Microsoft's CEO has attempted to explain the future of its mobile platform in a latest public statement addressed to staff. But, this being Satya Nadella, such is the verbal haze that it's hard to make out what on Earth's going on.
Nadella's language is becoming a real problem for Microsoft, creating uncertainty where clarity is needed. His insistence on using the word "experience" has stoked a mini-PR crisis.
Reporters have already inferred from the purple haze that Windows Phone has received a death sentence, and that Lumia will be snuffed out, probably some time next year. Such reports may not be true, as we'll see, but it's very hard to tell.
What is certain is that reading them won't please enterprises who've bet on Microsoft's end-to-end vision, nor will they motivate Microsoft staff who have been working hard to restore Microsoft's fortunes as mobile devices proliferate in enterprises.
In addition, having recently shown off how, using Continuum, Windows phones are PCs and can replace actual desktop PCs – a real example of positive Nadella-era thinking – the feature doesn't get a mention. An entire passage could have been devoted to explaining "where phones and Windows mobile belongs at Microsoft", but it isn't there. And in its absence, it's easy to infer that phones don't belong at Microsoft at all.
Are you Experienced?
At the Financial Times this week Lucy Kellaway showed how Nadella's prose is as opaque and empty as any corporate CEO-speak. Normally it doesn't matter. Employees are intelligent and can skim-read thousands of words of the meaningless tech strategy cliche that Kellaway highlighted, to get to the punchline – which, in the case of the June memo, was a two word warning: "tough choices".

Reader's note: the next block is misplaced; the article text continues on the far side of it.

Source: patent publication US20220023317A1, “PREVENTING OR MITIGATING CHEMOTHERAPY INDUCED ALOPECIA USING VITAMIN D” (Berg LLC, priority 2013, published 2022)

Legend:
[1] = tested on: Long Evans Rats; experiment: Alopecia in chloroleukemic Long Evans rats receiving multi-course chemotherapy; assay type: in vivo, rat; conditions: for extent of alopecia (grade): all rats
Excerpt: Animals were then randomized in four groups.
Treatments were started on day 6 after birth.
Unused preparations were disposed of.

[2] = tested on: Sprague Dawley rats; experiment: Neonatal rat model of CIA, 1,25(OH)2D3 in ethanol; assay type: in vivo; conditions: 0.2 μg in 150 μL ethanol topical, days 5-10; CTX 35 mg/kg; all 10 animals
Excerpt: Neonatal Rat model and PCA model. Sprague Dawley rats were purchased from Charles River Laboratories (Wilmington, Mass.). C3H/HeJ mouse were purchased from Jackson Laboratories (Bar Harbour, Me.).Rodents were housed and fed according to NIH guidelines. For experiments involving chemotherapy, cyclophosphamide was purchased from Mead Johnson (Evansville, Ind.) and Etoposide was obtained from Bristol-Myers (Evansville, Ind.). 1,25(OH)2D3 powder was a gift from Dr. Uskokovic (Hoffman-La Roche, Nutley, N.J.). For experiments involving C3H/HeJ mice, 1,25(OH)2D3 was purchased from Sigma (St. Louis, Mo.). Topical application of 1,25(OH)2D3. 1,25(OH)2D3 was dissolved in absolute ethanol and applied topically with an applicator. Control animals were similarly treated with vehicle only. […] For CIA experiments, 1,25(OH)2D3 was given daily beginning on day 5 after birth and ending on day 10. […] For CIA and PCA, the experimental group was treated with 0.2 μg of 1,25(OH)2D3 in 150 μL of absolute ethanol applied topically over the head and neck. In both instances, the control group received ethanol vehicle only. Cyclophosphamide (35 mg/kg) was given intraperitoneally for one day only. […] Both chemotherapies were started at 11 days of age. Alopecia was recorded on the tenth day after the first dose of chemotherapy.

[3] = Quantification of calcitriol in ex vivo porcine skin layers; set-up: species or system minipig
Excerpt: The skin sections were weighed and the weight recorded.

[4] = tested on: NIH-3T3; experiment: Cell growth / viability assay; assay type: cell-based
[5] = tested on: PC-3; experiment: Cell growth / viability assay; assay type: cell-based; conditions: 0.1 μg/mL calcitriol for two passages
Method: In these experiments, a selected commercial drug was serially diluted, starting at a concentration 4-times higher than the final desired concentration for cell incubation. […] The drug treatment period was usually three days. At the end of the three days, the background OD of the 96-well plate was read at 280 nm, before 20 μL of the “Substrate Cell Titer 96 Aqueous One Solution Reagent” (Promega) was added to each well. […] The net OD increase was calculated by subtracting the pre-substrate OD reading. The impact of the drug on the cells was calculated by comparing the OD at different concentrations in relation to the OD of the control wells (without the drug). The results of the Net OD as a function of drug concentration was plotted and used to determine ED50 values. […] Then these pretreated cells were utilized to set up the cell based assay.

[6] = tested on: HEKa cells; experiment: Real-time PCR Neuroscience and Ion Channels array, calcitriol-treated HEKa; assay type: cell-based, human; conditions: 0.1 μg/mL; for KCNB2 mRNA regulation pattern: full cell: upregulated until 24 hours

Normally it doesn't matter. But it matters a lot if they are unsure that either they or their work will be needed in a year's time. They might choose to work somewhere where their work is valued and where the salaries on offer can pay the bills.
First, let's see what SatNad explained in his email to staff yesterday. And then attempt to extract some meaning from it, which is always a challenge.
I am committed to our first-party devices including phones. However...
You knew there was a "but", coming, didn't you? Out of around 32,000 employees transferred to Microsoft from Nokia, 12,000 have gone and 7,800 ex-Nokians will soon join them. More redundancies have been rolled out quietly, largely unreported, we hear. So it's obvious that phones are not the priority they once were. And the ambition to become the world's No.1 manufacturer is long gone. Still, BlackBerry continues to design and sell eye-catching devices and write tons of software, with around 7,000 staff.
Here's the next SatNad instalment:
...we need to focus our phone efforts in the near term while driving reinvention. We are moving from a strategy to grow a standalone phone business to a strategy to grow and create a vibrant Windows ecosystem that includes our first-party device family.
The introduction of a "vibrant Windows ecosystem" doesn't really help clarify. Microsoft has been saying this since it introduced Pocket PCs. It then acquired a phone manufacturer. So yes, it does both. How?
In the near term, we will run a more effective phone portfolio, with better products and speed to market given the recently formed Windows and Devices Group.
You rarely hear a CEO promise that next year's products will be worse.
We plan to narrow our focus to three customer segments where we can make unique contributions and where we can differentiate through the combination of our hardware and software. We’ll bring business customers the best management, security and productivity experiences they need; value phone buyers the communications services they want; and Windows fans the flagship devices they’ll love.
Ah, some clarity. The renewed commitment to flagship devices is obvious, and welcome. Microsoft hasn't launched a high-end model for over a year, and the unit hasn't introduced a splashy, attention-grabbing model since the Nokia Lumia 1020 two years ago.